By Alison Taylor
Whistler’s emergency operations team kicked into gear this weekend after a burst irrigation pipe caused a major sewage back-up in a local hotel.
Fire crews were called in to the Coast Hotel around 4:30 a.m. Saturday after sewage began spilling up through the toilets in the first floor west wing units.
Only one room was occupied on that floor but the fire department evacuated the whole west wing.
Fire Chief Rob Whitton, who initiated a Level One Emergency Operations Centre, described it as “significant flooding.”
He explained why he activated the level one EOC, which is a small event, contained to one site, with the threat of turning into a larger event. It also means the Provincial Emergency Program is notified.
“As we started getting closer to the time when the rest of the village was going to be waking up, if it was a central problem it was going to get worse before it got better, given that everybody would be up showering, using the toilets,” said Whitton.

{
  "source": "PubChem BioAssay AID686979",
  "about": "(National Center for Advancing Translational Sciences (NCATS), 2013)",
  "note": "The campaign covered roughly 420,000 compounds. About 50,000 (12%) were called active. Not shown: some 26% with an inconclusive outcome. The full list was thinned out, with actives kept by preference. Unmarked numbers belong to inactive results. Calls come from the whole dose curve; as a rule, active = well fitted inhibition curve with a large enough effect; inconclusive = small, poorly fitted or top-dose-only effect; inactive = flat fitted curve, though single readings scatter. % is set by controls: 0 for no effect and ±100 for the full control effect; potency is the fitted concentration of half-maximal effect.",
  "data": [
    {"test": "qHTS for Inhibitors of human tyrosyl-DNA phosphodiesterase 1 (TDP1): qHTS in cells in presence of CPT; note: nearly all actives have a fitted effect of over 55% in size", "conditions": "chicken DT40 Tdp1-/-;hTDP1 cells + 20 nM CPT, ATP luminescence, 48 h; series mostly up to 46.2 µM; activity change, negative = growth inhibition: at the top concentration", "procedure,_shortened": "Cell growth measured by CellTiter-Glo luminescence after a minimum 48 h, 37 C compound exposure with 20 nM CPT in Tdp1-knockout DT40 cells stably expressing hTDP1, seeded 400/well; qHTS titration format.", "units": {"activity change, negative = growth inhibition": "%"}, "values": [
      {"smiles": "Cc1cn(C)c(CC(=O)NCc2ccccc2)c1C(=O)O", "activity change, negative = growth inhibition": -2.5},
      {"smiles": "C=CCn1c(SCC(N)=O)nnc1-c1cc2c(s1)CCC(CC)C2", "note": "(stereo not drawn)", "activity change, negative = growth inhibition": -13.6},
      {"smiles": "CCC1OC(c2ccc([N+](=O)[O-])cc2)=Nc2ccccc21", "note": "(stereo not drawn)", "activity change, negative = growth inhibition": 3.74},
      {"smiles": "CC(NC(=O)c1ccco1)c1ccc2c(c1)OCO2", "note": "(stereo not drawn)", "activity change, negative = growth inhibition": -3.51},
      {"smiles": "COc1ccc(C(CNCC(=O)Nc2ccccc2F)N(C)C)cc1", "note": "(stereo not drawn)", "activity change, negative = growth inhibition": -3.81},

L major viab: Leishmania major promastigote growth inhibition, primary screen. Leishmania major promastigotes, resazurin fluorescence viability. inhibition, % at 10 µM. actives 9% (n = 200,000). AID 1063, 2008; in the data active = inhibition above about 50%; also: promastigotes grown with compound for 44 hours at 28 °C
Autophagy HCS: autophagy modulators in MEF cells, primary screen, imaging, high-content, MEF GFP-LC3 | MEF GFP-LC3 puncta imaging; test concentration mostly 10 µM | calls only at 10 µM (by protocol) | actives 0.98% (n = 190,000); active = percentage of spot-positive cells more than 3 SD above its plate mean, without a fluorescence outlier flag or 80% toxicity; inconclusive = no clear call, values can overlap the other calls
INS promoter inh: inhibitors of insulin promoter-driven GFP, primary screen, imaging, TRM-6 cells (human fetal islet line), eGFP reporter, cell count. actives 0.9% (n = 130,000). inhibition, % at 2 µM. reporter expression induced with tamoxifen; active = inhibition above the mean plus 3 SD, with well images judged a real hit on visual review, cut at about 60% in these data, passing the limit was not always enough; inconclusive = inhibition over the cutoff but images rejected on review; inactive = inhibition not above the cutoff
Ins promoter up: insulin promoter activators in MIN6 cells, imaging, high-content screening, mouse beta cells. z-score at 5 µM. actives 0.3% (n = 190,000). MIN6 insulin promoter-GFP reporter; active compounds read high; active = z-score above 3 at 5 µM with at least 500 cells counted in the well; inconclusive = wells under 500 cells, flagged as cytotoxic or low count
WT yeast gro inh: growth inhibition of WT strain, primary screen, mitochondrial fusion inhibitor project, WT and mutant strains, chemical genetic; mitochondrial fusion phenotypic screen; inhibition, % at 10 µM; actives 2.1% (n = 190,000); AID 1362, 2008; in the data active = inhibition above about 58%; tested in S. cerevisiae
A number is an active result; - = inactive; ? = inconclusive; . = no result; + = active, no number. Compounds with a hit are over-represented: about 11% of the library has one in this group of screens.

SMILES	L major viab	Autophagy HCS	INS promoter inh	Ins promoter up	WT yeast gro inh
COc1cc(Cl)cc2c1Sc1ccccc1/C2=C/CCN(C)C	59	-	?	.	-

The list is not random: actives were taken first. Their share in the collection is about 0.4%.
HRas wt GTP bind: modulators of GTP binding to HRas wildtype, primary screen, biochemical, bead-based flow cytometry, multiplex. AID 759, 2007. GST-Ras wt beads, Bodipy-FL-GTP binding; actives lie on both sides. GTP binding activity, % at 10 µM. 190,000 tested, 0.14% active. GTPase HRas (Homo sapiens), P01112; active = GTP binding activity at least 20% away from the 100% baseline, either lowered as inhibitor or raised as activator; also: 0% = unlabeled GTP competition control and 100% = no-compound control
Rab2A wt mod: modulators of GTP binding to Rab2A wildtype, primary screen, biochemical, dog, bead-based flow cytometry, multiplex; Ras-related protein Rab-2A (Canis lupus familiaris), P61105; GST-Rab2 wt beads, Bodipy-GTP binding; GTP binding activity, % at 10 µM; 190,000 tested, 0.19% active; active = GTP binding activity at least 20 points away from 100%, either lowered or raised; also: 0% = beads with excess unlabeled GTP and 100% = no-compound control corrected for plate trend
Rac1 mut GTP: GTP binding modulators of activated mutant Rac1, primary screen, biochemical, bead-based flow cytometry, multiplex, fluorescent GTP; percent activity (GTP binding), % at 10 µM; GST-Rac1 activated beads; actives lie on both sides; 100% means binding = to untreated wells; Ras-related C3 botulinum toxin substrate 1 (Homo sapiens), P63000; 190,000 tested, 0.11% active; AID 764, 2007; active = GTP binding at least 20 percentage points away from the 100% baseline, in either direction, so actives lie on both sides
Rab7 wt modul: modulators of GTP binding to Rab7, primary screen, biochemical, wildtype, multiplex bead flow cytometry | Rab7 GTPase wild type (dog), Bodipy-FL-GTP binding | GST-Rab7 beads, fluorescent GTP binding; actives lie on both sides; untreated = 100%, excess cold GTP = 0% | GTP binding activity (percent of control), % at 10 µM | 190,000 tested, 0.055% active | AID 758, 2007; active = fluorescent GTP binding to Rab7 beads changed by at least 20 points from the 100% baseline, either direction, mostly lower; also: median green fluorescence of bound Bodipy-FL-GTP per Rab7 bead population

The system was backing up for several hours until crews determined the source was a burst irrigation pipe under the hotel and was contained to that location. At that time, the EOC was called off.
Fire crews sandbagged the first floor units to prevent the sewage spreading into the lobby and main office of the hotel.
They also helped move cars from the underground parkade, which was also dealing with sewage flow.
Coast Hotel general manager Camilla Say said it was fortunate the accident did not happen during the busy season. The hotel had extra rooms on hand to accommodate most of the guests. Several checked out a little earlier than planned and a handful were put up at the Crystal Lodge.
“The police department, the fire department and the municipality were absolutely fabulous in helping us,” said Say. “They were all there at 5 o’clock in the morning on Saturday trying to work out what the problem was. I have to say, I was extremely impressed with the efficiency in dealing with the problem.”
Because water was running from the hotel to the Valley Trail, crews closed off a portion of the trail. Cascade Environmental was called in to assess the contamination. That portion of the trail, on the east-side of Highway 99 near the Coast, was cordoned off for four days and reopened again Wednesday morning.
Say said 24-hour restoration crews are on site cleaning out the damage to the rooms.
“It’s all happening as we speak, day to day at the moment,” she said. “That wing is closed at the moment just because the corridor into the wing was damaged. Once we get that corridor fixed up then at least we can get people into the upper floors.”
She expects the west wing will open this weekend. The first floor rooms will remain closed for the time being.